Ed Kienholz - Five Car Stud
Five Car Stud is rebellious, provocative and physically insistent. Its relevance potent it reaches back to America’s historical roots and reflects current violence committed to the individual by the mob, be it for political, ethnic, religious or sexual reasons.
It is a very special opportunity for Louisiana Museum of Modern Art to be able to show this installation. The preparations towards the presentation of this one work and its showing have been going on for more than two years. In October 2011 the installation was shown at LACMA, Los Angeles County Museum of Art, as the American leg of the tour before its departure for Europe.
The work of Kienholz has been re-assessed in recent years, not least through the gaze of contemporary art. This has brought about a great interest in Five Car Stud,since it reappeared in 2009 – after having been 'gone' for almost 40 years – from the storage of the Kawamura Memorial DIC Museum of Art in Japan and was restored under the supervision of Kienholz’ widow, artist Nancy Redding Kienholz.
An explosive and shocking experience
When Kienholz created the piece, installation art was not part of art terminology. Hence Five Car Studis an early, striking example of an expanded artistic aproach in which the spectator is not only viewing the object of art but is drawn into it as a participant. In this case a shocking experience, as the scenario shows a number of white men lynching a black man in a frightening, dramatic set-up.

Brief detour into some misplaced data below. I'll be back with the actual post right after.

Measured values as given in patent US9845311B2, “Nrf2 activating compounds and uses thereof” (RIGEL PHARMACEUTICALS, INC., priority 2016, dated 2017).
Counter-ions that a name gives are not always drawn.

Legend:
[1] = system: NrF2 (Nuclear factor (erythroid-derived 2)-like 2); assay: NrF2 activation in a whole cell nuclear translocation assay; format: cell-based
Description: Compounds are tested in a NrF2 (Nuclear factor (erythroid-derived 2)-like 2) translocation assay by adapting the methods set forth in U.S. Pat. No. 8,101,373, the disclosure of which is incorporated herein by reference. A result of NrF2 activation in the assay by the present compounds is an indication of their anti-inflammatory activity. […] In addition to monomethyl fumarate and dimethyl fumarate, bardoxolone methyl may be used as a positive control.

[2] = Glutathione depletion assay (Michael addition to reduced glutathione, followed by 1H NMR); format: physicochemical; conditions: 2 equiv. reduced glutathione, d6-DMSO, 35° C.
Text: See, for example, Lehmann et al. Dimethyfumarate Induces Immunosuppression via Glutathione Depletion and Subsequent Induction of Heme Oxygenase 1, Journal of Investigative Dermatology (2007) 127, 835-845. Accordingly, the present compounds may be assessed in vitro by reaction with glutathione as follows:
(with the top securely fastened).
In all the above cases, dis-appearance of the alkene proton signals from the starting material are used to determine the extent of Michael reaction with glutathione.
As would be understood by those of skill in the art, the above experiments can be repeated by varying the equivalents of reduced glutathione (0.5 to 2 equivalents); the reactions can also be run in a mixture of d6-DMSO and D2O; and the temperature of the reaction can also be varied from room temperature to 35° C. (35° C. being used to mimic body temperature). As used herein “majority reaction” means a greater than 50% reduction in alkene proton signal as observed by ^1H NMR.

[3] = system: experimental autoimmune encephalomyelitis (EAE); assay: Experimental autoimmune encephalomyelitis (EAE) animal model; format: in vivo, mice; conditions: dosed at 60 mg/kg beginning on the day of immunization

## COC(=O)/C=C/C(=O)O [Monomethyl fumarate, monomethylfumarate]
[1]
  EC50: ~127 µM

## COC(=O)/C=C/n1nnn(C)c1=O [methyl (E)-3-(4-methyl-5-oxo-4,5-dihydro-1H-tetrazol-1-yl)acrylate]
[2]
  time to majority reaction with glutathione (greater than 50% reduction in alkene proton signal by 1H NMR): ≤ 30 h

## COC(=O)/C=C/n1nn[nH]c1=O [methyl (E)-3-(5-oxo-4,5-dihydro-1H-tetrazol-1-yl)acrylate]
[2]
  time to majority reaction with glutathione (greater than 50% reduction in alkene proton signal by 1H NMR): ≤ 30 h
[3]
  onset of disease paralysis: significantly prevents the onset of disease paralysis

Originally, attempts to exhibit Five Car Stud at the end of the 1960s at Los Angeles County Museum of Art in what was then Kienholz’ home town were unsuccessful; instead the work was shown at the legendary Documenta V exhibition in Kassel in Germany in 1972 where it was a sensation. The the reception in Kassel, and the disappointment with what Kienholz saw as a lack of courage in American society to confront and tackle very serious social and ethnic conflicts, prompted him to move to Europe. Now – after all these years – the work is at Louisiana which has a long history with Kienholz. Three of his works are in the museum collection and the museum showed a major exhibition of his works in 1979. Therefore it is only natural for Louisiana to help ensure the work a well-deserved transatlantic renaissance.
David Lynch is making a documentary about Kienholz and says: “I love Ed Keinholz! Five Car Stud is one of his masterpieces – it may be his greatest masterpiece. Seeing and experiencing Five Car Stud is like seeing and experiencing a live hand grenade up close. It is incredibly powerful and says so much. Do not miss this opportunity to see Five Car Stud, so get going".
In reference to the presentations in America and Europe, Louisiana has published an international catalogue, a classic study of one work with texts by German art historian and critic Roberto Ohrt, American professor Thomas McEvilley, an interview with artist Paul McCarthy and a facsimile reprint of Kienholz’ legendary Sawdy Book.
"Very few art pieces leave an imprint so on does not forget the first-hand impression. That's how I feel about Kienholz' Five Car Stud..."
"A common image of what heart of darknes looks like."
"The piece is from 1972, but still equally fantastic."
"...art of visciousness...indisputably world class art."